The average life expectancy of an American is 80 years—for now. That number is set to march higher, with quality of life also improving, as the result of substantial changes in everything from our environment to healthcare. Simply put, we’re on the cusp of a longevity revolution. Recently, I wrote about how the air we breathe and the food we eat are laying the foundation for this revolution. But that’s just the beginning.
There are seven signs of this coming longevity revolution. In this article, I want to focus on the world of medicine—specifically, on how innovations in both hardware (such as wearables) and software (such as artificial intelligence) are moving us beyond a one-size-fits-all approach. Personalized medicine, fueled by the unprecedented availability of health data and sophisticated analytics, can extend our lifespans by revolutionizing diagnostics, treatment, monitoring, and drug discovery.
Indeed, the innovations that fall into this bucket could fill a whole book. As an introduction, this piece will emphasize wearables and AI, which offer a useful window into the promise of personalized medicine and its role in the coming longevity revolution.
Wearables enable 24/7 healthcare
Often, health is a lot simpler than we make it out to be. Apple Watch, for instance, is not just an activity tracker, but your own personalized healthcare device featuring heart rate monitoring, irregular heart rhythm detection, an ECG, fall detection, and emergency SOS. Soon, wearables will also be able to measure blood pressure and blood glucose for people with diabetes. This is just another example of the fact that the biggest players in tech are also on track to become the biggest healthcare companies in the future.
Another example of the potential for wearables is the Oura Ring. Its investors include BOLD Capital, co-founded by Peter Diamandis. Oura Ring brands itself as a small, personal wellness computer. The sleek gadget collects highly accurate data about the body, including whether you’re awake or active, and things like blood temperature and blood volume pulse. Digital health, including wearable devices, has “become inseparable from providing best practice health care,” as Dr. Bertalan Meskó, PhD, the Director of The Medical Futurist Institute analyzing how science fiction technologies can become a reality in medicine and healthcare, puts it. That’s in part because wearables enable continuous health monitoring outside the clinic.
Research correlates regular sleep patterns with longevity. In recent years, countless gadgets for tracking sleep have hit the market. Fitbit, which has sold nearly 80 million devices since 2010 and put wearables on the mainstream map, introduced its Sleep Stages technology in 2017. Using motion detection and heart rate variability, it estimates how much time users spend awake and in different depths of sleep throughout the night. In addition to giving individuals data on their sleep, the technology is a gold mine for sleep researchers. According to Fitbit, its longitudinal sleep database is the most extensive in the world.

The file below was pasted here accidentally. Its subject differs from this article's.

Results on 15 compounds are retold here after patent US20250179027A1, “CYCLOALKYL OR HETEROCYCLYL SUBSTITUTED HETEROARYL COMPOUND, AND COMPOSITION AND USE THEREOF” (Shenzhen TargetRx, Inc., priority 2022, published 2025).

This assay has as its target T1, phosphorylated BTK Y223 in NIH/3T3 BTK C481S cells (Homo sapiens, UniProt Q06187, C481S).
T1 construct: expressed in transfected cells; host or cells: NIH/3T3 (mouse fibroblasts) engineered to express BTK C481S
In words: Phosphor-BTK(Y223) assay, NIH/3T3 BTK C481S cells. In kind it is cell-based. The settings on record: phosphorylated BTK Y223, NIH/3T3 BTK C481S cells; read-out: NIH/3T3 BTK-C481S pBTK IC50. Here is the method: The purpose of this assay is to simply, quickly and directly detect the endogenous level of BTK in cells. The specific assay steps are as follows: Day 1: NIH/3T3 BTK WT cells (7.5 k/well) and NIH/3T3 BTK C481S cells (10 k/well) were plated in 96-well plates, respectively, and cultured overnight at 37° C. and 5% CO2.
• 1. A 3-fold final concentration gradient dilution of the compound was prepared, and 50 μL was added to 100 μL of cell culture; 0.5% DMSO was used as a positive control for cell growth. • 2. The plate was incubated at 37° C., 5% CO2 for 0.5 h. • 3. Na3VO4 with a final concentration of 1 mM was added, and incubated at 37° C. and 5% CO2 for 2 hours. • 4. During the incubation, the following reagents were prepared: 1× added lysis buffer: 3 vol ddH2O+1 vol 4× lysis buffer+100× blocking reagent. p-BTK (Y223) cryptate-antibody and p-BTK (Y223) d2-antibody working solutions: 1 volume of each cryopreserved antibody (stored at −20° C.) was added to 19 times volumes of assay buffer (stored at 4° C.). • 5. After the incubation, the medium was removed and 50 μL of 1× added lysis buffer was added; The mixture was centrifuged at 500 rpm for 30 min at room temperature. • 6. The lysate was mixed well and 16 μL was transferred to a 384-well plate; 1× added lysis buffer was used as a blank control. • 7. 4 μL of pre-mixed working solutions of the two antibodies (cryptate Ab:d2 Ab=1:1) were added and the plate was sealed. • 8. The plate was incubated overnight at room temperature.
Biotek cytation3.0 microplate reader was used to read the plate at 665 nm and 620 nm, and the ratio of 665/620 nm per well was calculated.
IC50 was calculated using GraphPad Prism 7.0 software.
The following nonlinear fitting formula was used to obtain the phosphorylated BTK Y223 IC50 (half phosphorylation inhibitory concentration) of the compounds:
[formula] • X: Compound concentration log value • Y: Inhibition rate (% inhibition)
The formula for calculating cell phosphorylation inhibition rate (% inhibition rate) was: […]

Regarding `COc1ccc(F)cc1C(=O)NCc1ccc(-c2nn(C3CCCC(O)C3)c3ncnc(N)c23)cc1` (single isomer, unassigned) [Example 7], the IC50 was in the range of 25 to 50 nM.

Having baseline health measurements literally at our fingertips makes possible a new level of awareness about health, which is crucial for hardwiring healthy habits. Indeed, making seemingly small steps like getting sufficient sleep and engaging in regular physical activity are all it takes to add several decades to the current human lifespan. If you manage to live to 100, even more disruptive longevity technologies likely will be available by then (such as anti-aging, regenerative medicine, genome therapy, and more).
AI takes the wheel
Of course, personalized medicine is far more than a smartwatch strapped to your wrist—though the potential of such a seemingly simple (and now ubiquitous) gadget shouldn’t be underestimated. Another area that shouldn’t be overlooked is artificial intelligence, which can extend our lifespans by improving healthcare delivery. Perhaps the best-known example is IBM’s supercomputer, Watson. According to World Health, its AI has consumed 2 million pages containing 600,000 pieces of medical evidence, 25,000 training cases, and 14,700 hours of clinical training—and continues to consume more.
All this information makes Watson a cutting-edge and reliable medical resource (although it cannot fully use all the information it has digested so far). Still, Watson is a great example of the potential for AI to be used to diagnose patients. Diagnostics are crucial for the early detection and successful treatment of many diseases that reduce our lifespans. The medical company WellPoint claims that, in tests, Watson can successfully diagnose lung cancer 90% of the time. Human doctors not supported by AI, on the other hand, successfully diagnose lung cancer only about half of the time.
After diagnosis comes treatment. Watson’s vault of health information can improve that too. Big data and AI enable targeted personalized cancer treatment plans. In 2018 IBM extended a partnership with the Department of Veteran Affairs, two years after the launch of the Cancer Moonshot Initiative, to offer veterans precision oncology. Since the partnership was originally announced, Watson has provided precision cancer care to more than 2,700 veterans.
The bottom line
Wearables and AI are just two illustrations, and perhaps the most mainstream, proving that personalized medicine is far from a pipe dream. New technologies have a tangible impact on healthcare today, which in turn will impact on how long humans live.
Building healthy habits and detecting deadly diseases early are two of the easiest ways to extend our lives. This is fuel for the longevity revolution, as it buys us time for more impactful technologies to make their way to the mass market.